So, time travel precipitates deadening ennui. But it gets worse. “It Before” harkens back to “Replay,” and poses the question: What’s worse than living with the irreversible mistakes you make in life?
The answer? The horrifying realization that, even with the infinite opportunities to right your wrongs that time travel affords you, you simply cannot stop fucking up.
No matter how many chances you get, you will ultimately fail. Worse yet, your endless tries will inundate you with so much living that you will lose the ability to enjoy life anymore. Its novelty will wear out. The inexhaustible possibilities of time travel will only rob you of the ability to experience something fresh. You will be damned to suffer the promethean repetition of being gored by your flaws in perpetuity, until you find yourself like the protagonist of David Owen Beyers’ comic book counterpart of “It Before”: reading a pamphlet called “Death is the Answer,” playing puff-puff-pass with the Grim Reaper and a loaded gun.
There is a teeny pearl of optimism nestled among the terrifying brambles of Goose Wazoo’s wasteland, and its name is “Love You Only.”
“Love You Only” is the first song that emerged from Goose Wazoo. It premiered on Stereogum the evening before Valentine’s Day, 2015 but I first heard it the next morning. That year, Valentine’s Day was a Saturday, and I spent my Saturday morning ‘surfing the net’ from my girlfriend’s laptop in my girlfriend’s bed in Somerville, Mass, while she dozed beside me. I was delighted to discover that there was a new Lost Boy ? song, and felt particularly enamored of the single’s art: Lost Boy ?’s black and white, melting question mark coat of arms, sitting atop a bed of chalky purples, yellows, pinks and green, the kind of candy hearts you’d give out to the whole class in the second grade. My girlfriend’s room had big windows, and even from behind thick curtains, the biting Northeastern cold found its way into the room. It was the kind of room that a person could not exist in without seeking refuge under the covers, from December through March. I listened to “Love You Only” as she slept, her snores sounding like purrs, wrapped up in her orange slanket and rainbow duvet. Every weekend I rode the bus from midtown Manhattan to Alewife Station. I arrived late Friday night and left Sunday morning and my Saturday with Hannah was a single day at the tail end of my week but it felt like the center. It is the only time in my life I really felt what a Sabbath is supposed to feel like: a single day of rest, heavy with an otherworldly significance, even if I still had to grade essays in bed.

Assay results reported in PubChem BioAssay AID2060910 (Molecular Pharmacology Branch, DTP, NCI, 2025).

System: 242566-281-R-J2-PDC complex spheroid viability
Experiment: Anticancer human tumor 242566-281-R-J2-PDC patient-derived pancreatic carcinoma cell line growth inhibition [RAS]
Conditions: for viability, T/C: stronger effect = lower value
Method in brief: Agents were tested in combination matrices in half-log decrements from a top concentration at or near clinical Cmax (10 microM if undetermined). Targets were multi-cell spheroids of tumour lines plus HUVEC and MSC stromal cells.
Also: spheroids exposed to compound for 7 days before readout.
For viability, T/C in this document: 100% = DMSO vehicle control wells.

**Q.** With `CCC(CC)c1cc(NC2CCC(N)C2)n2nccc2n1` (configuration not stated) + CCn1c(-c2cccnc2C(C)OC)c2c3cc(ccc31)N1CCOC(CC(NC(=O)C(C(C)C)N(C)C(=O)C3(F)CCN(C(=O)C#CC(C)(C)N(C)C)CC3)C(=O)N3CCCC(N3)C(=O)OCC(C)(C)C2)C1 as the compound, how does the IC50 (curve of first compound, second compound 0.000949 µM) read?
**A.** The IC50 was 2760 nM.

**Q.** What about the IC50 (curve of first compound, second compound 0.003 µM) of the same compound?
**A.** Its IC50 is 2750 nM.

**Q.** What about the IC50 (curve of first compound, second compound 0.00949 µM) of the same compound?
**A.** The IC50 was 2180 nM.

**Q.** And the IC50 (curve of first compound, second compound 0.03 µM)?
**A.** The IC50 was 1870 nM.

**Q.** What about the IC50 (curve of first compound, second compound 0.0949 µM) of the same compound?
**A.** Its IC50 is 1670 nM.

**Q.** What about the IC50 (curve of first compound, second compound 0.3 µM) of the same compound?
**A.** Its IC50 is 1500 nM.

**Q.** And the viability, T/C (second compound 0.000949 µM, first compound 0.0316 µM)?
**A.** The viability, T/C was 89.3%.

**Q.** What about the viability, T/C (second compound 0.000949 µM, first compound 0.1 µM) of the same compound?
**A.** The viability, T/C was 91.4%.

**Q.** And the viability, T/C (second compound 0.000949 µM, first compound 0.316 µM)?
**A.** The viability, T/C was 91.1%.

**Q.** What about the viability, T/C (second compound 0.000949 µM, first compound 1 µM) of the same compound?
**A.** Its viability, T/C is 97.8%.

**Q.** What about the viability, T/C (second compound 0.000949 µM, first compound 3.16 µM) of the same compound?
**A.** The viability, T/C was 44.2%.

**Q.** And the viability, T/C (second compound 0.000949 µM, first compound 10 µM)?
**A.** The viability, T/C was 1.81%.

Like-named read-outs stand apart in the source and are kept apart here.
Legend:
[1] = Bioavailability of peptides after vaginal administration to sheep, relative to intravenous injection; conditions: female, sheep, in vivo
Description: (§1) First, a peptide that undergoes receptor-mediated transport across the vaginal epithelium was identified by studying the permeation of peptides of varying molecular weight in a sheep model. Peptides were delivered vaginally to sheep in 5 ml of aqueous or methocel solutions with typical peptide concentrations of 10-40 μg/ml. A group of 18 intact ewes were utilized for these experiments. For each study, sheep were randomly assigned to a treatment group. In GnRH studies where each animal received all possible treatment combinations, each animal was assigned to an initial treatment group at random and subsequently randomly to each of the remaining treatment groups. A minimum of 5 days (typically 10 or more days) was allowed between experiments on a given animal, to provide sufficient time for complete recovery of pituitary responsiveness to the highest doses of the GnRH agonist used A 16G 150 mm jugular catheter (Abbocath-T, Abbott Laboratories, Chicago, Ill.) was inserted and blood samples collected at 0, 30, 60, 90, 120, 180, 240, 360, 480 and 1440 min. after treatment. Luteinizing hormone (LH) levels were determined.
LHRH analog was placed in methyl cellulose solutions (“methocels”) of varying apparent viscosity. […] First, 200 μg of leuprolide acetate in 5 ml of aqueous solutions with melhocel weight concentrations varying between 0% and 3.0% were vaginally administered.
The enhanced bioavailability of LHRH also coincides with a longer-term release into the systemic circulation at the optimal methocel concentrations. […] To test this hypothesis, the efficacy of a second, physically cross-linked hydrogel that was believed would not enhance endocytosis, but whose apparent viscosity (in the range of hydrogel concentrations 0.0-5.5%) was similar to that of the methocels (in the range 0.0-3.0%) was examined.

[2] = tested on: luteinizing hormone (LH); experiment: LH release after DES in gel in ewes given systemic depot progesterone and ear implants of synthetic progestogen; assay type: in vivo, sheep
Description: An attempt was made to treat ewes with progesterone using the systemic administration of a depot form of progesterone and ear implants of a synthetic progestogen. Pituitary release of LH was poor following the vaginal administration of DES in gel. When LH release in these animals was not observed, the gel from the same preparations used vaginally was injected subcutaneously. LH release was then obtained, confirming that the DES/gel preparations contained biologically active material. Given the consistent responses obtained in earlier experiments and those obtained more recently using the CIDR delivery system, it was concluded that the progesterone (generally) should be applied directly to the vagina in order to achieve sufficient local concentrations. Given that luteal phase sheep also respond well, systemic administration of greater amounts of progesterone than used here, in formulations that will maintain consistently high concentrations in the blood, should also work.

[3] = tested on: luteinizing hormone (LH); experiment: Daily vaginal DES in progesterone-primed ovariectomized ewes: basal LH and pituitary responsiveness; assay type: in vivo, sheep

“Love You Only” articulates the subtly melancholic longing of early Beatles singles spoken through the razor sharp language of Weezer’s distorted guitars. It is an unflinching testament to the certainty of its singer’s love for someone, so bright and strong that any lurking regrets are rendered invisible like what sits beyond the window of a well-lit room in the dark of night. While Jones asks “Is it wrong that I want to love you only / ‘til the end of time,” one does not get the impression that he is really asking. This is the sound of a man finding religion. As the song reaches its climax, layers of chirping voices engage in call response with Jones’ lead vocal, evoking “God Only Knows” despite its incredible punk rock simplicity. While “It Before” evokes Yeats’ apocalyptic vision of things falling apart and the center being too weak to hold, “Love You Only” cuts through the dark like a tractor beam from a UFO. The desire to devote oneself to love, and let the rest of the world fade away, pierces right through Goose Wazoo’s middle. While the decision to conclude the album with “It Before” offers an unapologetically bleak statement about life and time, “Love You Only” suggests that, at least fleetingly, the belief in love and eternity can eclipse all the horrible shit life dishes out. At least before you fuck it up. And regret it. And travel through time to fix it. And fuck it up again. And repeat.